About two-thirds of the way through The Fellowship of the Ring, all the forces of good gather for a council. Trouble is brewing, and they lay out the dangers they and their people are facing. The situation is dire, but there is hope. If someone was to destroy the enemy’s weapon – a simple gold ring of power that has come into their possession – evil would be defeated and there could be a lasting peace. But it’s an overwhelming task that is not only dangerous but seems to have very little chance of success. The council was silent until an elderly hobbit named Bilbo Baggins spoke up:
“Very well, very well, Master Elrond!” said Bilbo suddenly. “Say no more! It is plain enough what you are pointing at. Bilbo the silly hobbit started this affair, and Bilbo had better finish it.”
It was Bilbo who had found the ring years earlier, and to some degree felt some responsibility to see things through. While his offer was a heroic gesture, this quest is one that Bilbo is incapable of accomplishing. The wise old wizard, Gandalf, spoke in reply:
“Of course, my dear Bilbo,” said Gandalf. “If you had really started this affair, you might be expected to finish it. But you know well enough that starting is too great a claim for any, and that only a small part is played in great deeds by any hero…”
In the case of Bilbo Baggins, there had been epic battles between good and evil, long before he stumbled upon this ring in The Hobbit. He had a part to play in carrying the adventure forward, but it was now over. His nephew, Frodo, would carry it from here to whatever end might come.
The story of Bilbo and Frodo Baggins is a good one to consider at the beginning of our study of the YouCat (Youth Catechism). In the first article in this series, I suggested that one way to understand the first part of the Catechism of the Catholic Church, ‘The Profession of Faith,’ is to look at it as the great story God has been unfolding since before the beginning of time. In the YouCat, this section is titled “What We Believe.” Here, our beliefs are explained in the context of the Creed we pray each Sunday. This not only summarizes what we believe as Catholics, but it also expresses our understanding of who God is and His actions throughout human history. We can see this in most clearly in the articles that deal with the three Persons of the Holy Trinity.
When we say “I believe in God,” we are not simply acknowledging the existence of a higher power. Christianity believes that God is the creator, origin, and source of all things. All of human history was put into motion by the creative action of God, who creates everything with order and a purpose. We see this not only in the created universe around us, but also in the existence of every person including you and I. Pope Benedict XVI said that “Each one of us is the result of a thought of God. Each of us is willed, each of us is loved, each of us is necessary.” In other words, each of us is supposed to be here as we have each been created to play a unique part in the great deeds of human history. Finally, we believe that God has revealed Himself to us – we can know Him – and from the very beginning of humanity, we have had the opportunity to live in relationship with God.
Then, to say that we believe in Jesus is to acknowledge the ways in which the whole human story has been a battle between good and evil. While on the day that God created us, He said it was “very good” (Genesis 1:31). But it wasn’t long until humanity fell into sin and wandered far away from God. We read about God’s interventions in human history throughout the Old Testament. There, He invites us into covenants, but humanity is unable to live up to our side of the covenant. In the midst of our failure to love God in return, we begin to see just how much God loves us. While we were still sinners (Romans 5:8), God still sent His Son that we might believe and have eternal life (John 3:16).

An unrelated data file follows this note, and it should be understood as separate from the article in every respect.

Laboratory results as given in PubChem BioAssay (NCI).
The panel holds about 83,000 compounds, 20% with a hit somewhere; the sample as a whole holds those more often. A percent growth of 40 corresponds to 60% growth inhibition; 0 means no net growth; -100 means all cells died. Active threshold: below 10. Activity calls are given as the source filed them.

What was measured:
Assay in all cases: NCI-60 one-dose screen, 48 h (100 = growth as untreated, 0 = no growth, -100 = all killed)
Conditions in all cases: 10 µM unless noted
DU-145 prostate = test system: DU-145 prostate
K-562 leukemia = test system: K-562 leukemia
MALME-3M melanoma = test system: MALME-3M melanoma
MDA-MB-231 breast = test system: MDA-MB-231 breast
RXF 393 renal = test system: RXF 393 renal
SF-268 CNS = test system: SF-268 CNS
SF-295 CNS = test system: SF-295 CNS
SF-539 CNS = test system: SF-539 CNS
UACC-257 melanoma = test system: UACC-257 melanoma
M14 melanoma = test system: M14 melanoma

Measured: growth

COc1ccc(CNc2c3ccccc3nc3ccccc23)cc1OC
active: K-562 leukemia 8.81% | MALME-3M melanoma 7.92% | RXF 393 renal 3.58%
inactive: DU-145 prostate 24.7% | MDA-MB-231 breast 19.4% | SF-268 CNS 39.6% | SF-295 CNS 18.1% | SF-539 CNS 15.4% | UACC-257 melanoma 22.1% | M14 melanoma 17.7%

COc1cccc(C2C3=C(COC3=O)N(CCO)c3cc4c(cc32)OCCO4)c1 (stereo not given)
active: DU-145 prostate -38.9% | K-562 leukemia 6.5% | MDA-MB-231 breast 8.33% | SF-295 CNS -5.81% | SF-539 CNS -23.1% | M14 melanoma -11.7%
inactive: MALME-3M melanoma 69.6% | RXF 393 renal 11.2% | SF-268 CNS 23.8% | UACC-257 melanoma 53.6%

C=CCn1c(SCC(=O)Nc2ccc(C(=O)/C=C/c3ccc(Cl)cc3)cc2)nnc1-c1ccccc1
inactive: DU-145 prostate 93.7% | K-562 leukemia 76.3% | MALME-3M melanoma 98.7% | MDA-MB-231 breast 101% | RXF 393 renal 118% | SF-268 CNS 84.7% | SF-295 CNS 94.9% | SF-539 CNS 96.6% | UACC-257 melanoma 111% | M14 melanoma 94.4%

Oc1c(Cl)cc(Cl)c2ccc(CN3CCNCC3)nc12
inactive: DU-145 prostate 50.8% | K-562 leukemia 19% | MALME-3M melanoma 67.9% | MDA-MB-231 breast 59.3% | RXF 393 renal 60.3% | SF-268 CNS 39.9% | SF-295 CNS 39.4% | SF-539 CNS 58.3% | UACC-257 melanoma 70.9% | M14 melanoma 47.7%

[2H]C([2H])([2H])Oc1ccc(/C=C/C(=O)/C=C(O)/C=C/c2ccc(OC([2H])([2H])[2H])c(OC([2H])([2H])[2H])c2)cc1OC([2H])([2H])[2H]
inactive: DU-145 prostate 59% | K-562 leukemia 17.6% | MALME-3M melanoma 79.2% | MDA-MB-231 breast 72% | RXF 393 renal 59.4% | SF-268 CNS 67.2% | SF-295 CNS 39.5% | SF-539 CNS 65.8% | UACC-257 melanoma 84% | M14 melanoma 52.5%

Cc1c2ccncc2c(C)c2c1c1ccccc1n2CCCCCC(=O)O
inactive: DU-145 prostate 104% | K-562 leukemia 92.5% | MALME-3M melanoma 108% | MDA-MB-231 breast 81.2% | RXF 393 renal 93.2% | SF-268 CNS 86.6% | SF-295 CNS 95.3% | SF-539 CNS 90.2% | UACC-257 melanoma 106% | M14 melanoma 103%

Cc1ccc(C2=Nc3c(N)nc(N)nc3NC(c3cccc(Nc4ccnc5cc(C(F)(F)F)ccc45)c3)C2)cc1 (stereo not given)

Finally, to say we believe in the Holy Spirit is to recognize that God’s actions are not simply in the past. God continues to work through the Church and in the lives of individual Christians. The difference between the Apostles on Holy Thursday (fleeing for their lives) and on Pentecost Sunday (launching out to tell the world about Jesus) is the outpouring of the Holy Spirit upon them in the Upper Room. In the same way as He once inspired them, the Holy Spirit inspires us, strengthens and changes us, and dwells within each of us. Regardless of whatever great deeds or small deeds we are called to, we are never alone. The Holy Spirit is the way in which Jesus keeps His promise to be with us always (Matthew 28:20).
When we come to understand what we believe – that God has created everything (including each of us) on purpose, that His love for us knows no limits, and that He never leaves us alone – we begin to realize what it means to be part of this greater story. In doing so we can begin to seek out our place in the story and, with the same sentiment Bilbo expressed in The Lord of the Rings, we can look for ways to embrace the adventure regardless of the risk or danger that lies before us.
“You need to know what you believe. You need to know your faith with that same precision with which an IT specialist knows the inner workings of a computer. You need to understand it like a good musician knows the piece he is playing.” -Pope Benedict XVI, Foreword to the YouCat.
-Mike Landry is Catholic Youth Camps director for the Archdiocese of Edmonton. He is also chaplain for Evergreen Catholic Schools, serving 10 schools west of Edmonton. Mike and his wife Jennifer live in Stony Plain with their five children.